The Export Text Layers feature in CopyDoc works by letting you export all of the text layers for your top level parent frames from the current Figma page to a .csv, .json or .xliff file (with optional images for design references) that you can download to your computer.

After exporting these files, you can then update their content outside of Figma using a text editing software, and instantly re-import the updated text back into your Figma designs again later.

# Getting started and selecting your Figma frames to include text layers from

To get started with this feature, click on the Export Text Layers button in the main CopyDoc plugin screen.

You'll now be able to select the frames from your current Figma page that you would like to use as the pages in your CSV, JSON or XLIFF export.

CopyDoc will load all of your "parent frames" from your current Figma page into the plugin as a list of frames that you can use to choose the frames you should like to add text layers to your export from; you can click on any frame's checkbox or image thumbnail to select it (clicking it again will deselect it).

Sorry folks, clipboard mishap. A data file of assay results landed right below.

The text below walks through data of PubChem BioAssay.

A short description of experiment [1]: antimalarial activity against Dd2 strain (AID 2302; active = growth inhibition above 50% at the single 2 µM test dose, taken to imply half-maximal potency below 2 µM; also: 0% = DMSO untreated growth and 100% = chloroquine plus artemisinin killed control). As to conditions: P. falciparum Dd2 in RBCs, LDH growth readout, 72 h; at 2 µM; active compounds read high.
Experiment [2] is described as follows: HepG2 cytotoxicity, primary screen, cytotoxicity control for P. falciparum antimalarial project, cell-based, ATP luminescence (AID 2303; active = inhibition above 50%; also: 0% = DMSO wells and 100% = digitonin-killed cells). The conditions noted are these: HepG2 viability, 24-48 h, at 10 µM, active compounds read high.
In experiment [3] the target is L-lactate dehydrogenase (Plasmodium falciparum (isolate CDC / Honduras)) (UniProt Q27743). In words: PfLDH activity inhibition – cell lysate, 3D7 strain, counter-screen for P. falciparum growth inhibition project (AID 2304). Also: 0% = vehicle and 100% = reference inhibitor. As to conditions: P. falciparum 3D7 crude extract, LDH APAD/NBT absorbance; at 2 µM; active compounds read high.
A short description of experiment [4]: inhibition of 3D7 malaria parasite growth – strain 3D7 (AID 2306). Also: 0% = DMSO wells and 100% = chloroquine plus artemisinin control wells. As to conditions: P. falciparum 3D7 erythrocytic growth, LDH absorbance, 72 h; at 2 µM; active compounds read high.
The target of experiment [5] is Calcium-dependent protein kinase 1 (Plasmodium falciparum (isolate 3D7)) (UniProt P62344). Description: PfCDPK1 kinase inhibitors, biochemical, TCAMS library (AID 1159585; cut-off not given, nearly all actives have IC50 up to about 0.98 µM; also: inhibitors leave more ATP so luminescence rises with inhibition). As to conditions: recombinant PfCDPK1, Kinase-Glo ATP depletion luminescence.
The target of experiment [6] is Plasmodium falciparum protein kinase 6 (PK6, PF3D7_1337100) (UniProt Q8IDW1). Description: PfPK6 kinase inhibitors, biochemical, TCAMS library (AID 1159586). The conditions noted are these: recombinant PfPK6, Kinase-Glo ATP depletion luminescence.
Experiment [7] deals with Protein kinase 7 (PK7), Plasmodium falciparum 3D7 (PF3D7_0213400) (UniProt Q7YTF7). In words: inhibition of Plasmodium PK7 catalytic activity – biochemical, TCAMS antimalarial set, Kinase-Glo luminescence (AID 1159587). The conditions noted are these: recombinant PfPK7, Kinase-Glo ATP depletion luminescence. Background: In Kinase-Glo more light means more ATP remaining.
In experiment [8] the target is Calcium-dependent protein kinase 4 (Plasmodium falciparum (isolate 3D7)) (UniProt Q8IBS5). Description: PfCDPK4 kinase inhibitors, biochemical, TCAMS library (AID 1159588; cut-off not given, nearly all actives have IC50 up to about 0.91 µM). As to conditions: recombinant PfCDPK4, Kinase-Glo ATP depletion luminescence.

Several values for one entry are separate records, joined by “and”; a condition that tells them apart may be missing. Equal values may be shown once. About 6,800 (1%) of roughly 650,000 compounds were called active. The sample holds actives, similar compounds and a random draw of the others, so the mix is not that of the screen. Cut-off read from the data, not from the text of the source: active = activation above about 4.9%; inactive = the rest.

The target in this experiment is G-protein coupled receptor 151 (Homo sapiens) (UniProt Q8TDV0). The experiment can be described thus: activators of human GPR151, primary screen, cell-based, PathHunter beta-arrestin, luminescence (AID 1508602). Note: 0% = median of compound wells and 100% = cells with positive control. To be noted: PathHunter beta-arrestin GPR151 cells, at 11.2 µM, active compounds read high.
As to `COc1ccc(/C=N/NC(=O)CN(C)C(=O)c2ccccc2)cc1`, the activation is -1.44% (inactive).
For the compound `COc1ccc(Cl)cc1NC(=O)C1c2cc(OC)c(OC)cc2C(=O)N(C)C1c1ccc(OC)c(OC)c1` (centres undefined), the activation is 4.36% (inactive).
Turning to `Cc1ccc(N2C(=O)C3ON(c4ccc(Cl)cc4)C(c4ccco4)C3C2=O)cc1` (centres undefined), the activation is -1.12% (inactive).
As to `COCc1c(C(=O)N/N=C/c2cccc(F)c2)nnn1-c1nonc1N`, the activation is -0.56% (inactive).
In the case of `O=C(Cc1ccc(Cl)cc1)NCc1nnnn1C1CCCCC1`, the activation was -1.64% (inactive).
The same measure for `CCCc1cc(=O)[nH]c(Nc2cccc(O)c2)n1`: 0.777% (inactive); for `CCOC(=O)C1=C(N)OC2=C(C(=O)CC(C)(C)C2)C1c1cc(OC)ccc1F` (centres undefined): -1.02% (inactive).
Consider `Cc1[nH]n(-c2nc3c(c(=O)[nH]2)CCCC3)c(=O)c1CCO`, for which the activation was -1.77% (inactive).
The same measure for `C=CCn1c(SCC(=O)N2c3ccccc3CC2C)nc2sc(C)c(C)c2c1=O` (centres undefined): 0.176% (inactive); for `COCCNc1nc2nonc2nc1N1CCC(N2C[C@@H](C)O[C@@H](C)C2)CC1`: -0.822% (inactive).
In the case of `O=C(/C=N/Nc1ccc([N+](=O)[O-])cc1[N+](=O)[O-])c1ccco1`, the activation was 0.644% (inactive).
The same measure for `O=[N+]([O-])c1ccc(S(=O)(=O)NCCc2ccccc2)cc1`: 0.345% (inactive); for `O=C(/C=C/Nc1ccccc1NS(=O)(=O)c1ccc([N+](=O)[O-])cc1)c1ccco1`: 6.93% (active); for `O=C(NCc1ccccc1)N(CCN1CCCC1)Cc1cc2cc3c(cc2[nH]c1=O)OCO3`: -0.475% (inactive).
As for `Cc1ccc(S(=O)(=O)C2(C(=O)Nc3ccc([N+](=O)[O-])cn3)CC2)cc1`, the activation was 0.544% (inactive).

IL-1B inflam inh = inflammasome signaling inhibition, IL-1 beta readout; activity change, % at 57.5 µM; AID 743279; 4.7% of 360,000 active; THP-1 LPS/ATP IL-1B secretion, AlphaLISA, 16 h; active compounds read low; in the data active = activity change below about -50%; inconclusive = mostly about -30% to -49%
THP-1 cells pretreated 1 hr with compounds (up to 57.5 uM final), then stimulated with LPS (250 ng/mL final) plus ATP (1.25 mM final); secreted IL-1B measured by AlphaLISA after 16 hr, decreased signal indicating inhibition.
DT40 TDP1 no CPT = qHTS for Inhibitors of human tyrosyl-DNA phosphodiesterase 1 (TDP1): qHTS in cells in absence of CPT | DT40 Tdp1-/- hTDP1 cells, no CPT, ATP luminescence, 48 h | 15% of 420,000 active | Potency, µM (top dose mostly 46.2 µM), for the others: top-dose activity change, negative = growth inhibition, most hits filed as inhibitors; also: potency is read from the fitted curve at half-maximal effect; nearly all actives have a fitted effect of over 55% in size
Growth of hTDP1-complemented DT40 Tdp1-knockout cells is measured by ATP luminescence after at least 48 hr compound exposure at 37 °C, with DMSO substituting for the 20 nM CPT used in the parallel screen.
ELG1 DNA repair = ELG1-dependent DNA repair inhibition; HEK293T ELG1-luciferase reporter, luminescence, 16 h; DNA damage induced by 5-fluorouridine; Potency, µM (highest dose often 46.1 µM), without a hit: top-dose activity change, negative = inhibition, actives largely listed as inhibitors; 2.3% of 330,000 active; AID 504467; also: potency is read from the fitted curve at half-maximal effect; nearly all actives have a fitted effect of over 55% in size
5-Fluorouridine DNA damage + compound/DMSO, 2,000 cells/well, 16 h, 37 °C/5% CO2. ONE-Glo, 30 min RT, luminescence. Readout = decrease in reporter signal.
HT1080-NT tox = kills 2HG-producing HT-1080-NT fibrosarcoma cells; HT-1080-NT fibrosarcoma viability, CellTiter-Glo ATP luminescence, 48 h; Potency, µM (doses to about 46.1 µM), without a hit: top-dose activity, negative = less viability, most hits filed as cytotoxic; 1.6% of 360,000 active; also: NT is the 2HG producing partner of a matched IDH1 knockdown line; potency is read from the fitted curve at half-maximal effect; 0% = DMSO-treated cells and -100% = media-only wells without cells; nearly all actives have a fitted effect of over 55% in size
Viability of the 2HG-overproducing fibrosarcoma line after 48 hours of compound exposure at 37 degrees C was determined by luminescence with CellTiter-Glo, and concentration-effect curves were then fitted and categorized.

Parent frames required

To export text layers to CSV, JSON or XLIFF, your Figma page must contain at least one "Parent Frame". This means, any "frames" that are located directly underneath your page.

# Selecting your export format and CSV/JSON/XLIFF options

# Exclude Locked

Enabling the Exclude Locked option will automatically skip over any locked text layers layers or text layers that are contained inside of a locked parent layer (frame, group, component etc) on your Figma page. You can use this to easily exclude any text layers that you don't want to be included in your export.